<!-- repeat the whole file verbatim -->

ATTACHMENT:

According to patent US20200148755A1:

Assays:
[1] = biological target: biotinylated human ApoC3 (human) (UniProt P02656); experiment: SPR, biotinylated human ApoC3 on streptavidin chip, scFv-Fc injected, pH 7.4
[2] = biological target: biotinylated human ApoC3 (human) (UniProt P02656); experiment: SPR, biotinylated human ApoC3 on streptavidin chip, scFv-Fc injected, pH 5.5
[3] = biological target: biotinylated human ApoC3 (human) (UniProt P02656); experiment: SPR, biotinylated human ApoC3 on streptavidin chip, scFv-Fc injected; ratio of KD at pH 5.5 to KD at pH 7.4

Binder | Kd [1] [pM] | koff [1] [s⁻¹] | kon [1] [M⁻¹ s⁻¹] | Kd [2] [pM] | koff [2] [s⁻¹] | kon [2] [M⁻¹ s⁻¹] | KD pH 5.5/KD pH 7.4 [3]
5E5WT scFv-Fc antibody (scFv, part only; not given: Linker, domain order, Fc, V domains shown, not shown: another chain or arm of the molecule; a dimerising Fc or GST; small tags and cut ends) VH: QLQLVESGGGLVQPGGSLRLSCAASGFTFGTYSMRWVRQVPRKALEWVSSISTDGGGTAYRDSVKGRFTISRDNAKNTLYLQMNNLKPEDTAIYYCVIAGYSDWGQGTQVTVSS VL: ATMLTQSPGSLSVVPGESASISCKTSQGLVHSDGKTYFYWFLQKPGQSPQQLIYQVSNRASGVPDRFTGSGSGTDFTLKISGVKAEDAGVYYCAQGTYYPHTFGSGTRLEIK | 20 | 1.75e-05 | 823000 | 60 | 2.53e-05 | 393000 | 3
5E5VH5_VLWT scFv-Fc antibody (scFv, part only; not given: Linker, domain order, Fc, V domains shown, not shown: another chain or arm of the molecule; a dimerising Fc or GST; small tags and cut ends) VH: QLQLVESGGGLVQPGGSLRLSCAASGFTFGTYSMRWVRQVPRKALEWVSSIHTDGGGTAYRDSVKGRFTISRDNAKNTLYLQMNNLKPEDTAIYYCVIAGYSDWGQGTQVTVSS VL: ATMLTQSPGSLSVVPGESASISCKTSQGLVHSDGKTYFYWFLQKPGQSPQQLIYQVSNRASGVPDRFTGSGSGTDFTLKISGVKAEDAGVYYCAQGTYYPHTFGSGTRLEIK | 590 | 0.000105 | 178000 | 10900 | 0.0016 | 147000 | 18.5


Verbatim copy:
According to patent US20200148755A1:

Assays:
[1] = biological target: biotinylated human ApoC3 (human) (UniProt P02656); experiment: SPR, biotinylated human ApoC3 on streptavidin chip, scFv-Fc injected, pH 7.4
[2] = biological target: biotinylated human ApoC3 (human) (UniProt P02656); experiment: SPR, biotinylated human ApoC3 on streptavidin chip, scFv-Fc injected, pH 5.5
[3] = biological target: biotinylated human ApoC3 (human) (UniProt P02656); experiment: SPR, biotinylated human ApoC3 on streptavidin chip, scFv-Fc injected; ratio of KD at pH 5.5 to KD at pH 7.4

Binder | Kd [1] [pM] | koff [1] [s⁻¹] | kon [1] [M⁻¹ s⁻¹] | Kd [2] [pM] | koff [2] [s⁻¹] | kon [2] [M⁻¹ s⁻¹] | KD pH 5.5/KD pH 7.4 [3]
5E5WT scFv-Fc antibody (scFv, part only; not given: Linker, domain order, Fc, V domains shown, not shown: another chain or arm of the molecule; a dimerising Fc or GST; small tags and cut ends) VH: QLQLVESGGGLVQPGGSLRLSCAASGFTFGTYSMRWVRQVPRKALEWVSSISTDGGGTAYRDSVKGRFTISRDNAKNTLYLQMNNLKPEDTAIYYCVIAGYSDWGQGTQVTVSS VL: ATMLTQSPGSLSVVPGESASISCKTSQGLVHSDGKTYFYWFLQKPGQSPQQLIYQVSNRASGVPDRFTGSGSGTDFTLKISGVKAEDAGVYYCAQGTYYPHTFGSGTRLEIK | 20 | 1.75e-05 | 823000 | 60 | 2.53e-05 | 393000 | 3
5E5VH5_VLWT scFv-Fc antibody (scFv, part only; not given: Linker, domain order, Fc, V domains shown, not shown: another chain or arm of the molecule; a dimerising Fc or GST; small tags and cut ends) VH: QLQLVESGGGLVQPGGSLRLSCAASGFTFGTYSMRWVRQVPRKALEWVSSIHTDGGGTAYRDSVKGRFTISRDNAKNTLYLQMNNLKPEDTAIYYCVIAGYSDWGQGTQVTVSS VL: ATMLTQSPGSLSVVPGESASISCKTSQGLVHSDGKTYFYWFLQKPGQSPQQLIYQVSNRASGVPDRFTGSGSGTDFTLKISGVKAEDAGVYYCAQGTYYPHTFGSGTRLEIK | 590 | 0.000105 | 178000 | 10900 | 0.0016 | 147000 | 18.5